The capital expenditure component of the spending in 2016 was only N173bn of the projected N1.58tn. However, some of the capital expenses were carried into the new fiscal year, 2017, in line with the clause attached to the Appropriation Act.

In all, about N3.58 trillion was spent out of the N6.08 trillion budgeted for 2016, according to President Buhari when he presented the 2017 budget to the national assembly.

2017 Budget

President Buhari presented a budget of N7.44 trillion for 2017 to the joint session of the National Assembly for approval.

The 2017 budget was tagged “Budget of Recovery and Growth,” and it was higher than the 2016 budget by about 19.95 percent.

Summarising the outcome of this budget, the finance minister then, Kemi Adeosun, said the capital expenditure for the 2017 fiscal year was more than N1.5 trillion.

Mrs. Adeosun was excited that the expenditure was higher than the level attained in 2016, when the present administration posted a capital of over N1 trillion.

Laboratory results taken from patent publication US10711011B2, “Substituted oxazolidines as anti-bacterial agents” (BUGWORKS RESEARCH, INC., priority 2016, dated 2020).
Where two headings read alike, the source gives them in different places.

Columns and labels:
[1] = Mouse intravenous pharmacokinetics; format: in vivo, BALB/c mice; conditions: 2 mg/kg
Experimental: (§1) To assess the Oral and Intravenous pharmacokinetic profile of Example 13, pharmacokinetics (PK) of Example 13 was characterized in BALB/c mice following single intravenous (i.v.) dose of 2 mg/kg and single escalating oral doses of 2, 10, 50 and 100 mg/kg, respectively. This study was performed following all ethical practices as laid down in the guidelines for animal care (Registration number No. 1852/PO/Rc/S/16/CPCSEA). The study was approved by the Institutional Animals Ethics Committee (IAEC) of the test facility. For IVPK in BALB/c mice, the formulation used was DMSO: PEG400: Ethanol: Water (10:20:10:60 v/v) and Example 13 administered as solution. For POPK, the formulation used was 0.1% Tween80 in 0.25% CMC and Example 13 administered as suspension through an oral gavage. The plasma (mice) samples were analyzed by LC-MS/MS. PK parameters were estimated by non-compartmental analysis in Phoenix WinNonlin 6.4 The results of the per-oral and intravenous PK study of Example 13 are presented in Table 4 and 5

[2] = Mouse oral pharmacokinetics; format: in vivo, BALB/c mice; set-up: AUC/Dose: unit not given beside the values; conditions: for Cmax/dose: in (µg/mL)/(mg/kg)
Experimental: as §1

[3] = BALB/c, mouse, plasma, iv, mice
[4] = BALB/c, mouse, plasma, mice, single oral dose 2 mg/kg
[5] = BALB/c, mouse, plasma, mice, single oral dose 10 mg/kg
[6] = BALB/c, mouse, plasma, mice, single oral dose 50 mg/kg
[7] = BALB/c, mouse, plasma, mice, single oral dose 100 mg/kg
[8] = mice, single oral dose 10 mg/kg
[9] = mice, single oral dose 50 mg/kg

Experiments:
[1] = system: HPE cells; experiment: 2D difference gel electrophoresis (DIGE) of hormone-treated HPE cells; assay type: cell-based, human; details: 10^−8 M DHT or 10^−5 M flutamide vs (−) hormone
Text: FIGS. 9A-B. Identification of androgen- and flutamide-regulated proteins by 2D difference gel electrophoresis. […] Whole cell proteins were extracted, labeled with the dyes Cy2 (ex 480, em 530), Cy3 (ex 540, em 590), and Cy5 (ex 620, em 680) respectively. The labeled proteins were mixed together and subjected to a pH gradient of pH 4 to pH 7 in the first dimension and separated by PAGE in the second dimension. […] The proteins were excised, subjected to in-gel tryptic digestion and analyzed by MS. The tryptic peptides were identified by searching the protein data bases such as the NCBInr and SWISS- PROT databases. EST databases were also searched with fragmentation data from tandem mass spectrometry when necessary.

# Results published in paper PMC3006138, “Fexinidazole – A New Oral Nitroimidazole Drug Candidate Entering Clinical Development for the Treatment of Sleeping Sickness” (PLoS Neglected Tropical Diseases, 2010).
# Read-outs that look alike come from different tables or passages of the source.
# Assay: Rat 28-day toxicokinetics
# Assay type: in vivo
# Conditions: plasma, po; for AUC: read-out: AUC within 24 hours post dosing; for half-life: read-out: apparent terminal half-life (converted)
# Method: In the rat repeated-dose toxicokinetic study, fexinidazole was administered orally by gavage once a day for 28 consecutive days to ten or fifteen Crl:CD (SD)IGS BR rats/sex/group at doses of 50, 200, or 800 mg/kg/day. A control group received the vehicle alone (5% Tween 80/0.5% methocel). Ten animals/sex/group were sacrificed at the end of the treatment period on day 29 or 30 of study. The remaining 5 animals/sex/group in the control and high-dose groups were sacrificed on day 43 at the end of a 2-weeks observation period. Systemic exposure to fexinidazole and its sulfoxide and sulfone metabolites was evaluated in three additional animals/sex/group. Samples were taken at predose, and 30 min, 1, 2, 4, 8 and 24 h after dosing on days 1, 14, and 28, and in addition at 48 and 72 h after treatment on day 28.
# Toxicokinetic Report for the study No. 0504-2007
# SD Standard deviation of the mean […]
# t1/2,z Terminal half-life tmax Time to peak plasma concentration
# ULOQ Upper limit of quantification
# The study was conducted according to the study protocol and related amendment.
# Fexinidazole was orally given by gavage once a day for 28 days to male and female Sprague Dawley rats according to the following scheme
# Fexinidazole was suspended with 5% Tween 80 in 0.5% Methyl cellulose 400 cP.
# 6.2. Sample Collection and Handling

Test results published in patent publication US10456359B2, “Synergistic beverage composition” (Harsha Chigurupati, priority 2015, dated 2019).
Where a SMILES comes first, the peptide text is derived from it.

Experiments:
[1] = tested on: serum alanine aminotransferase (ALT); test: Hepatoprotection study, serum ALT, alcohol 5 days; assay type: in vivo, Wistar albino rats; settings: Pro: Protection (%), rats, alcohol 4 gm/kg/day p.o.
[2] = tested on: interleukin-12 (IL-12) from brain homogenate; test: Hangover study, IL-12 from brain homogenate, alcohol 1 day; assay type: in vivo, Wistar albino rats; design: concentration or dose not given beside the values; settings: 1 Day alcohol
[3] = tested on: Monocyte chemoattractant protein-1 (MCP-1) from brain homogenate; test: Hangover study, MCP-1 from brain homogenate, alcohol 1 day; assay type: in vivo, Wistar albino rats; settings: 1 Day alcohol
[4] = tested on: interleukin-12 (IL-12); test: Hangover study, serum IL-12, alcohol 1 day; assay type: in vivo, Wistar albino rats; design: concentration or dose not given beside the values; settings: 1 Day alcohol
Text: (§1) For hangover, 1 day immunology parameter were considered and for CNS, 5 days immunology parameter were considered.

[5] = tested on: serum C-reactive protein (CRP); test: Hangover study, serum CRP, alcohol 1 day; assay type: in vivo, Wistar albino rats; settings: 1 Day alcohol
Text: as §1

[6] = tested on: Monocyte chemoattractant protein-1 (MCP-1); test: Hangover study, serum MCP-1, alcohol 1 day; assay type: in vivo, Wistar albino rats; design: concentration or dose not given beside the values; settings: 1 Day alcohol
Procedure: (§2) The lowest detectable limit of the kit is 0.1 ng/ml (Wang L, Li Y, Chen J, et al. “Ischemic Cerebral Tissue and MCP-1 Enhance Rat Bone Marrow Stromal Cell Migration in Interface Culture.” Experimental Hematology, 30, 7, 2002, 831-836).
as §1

However, by December 2017, the Ministry of Finance acknowledged that only 21 percent of the capital component of the 2017 budget was achieved and that it was a matter of concern to the economy.

So far, in the last 8 years of the Buhari administration, the 2017 budget implementation and performance were the lowest.

2018 Budget

With an aggregate expenditure of N9.12 trillion, proposed revenue of N7.17 trillion, and a deficit of N1.95 trillion, the 2018 budget became larger than the 2016 and 2017 budgets.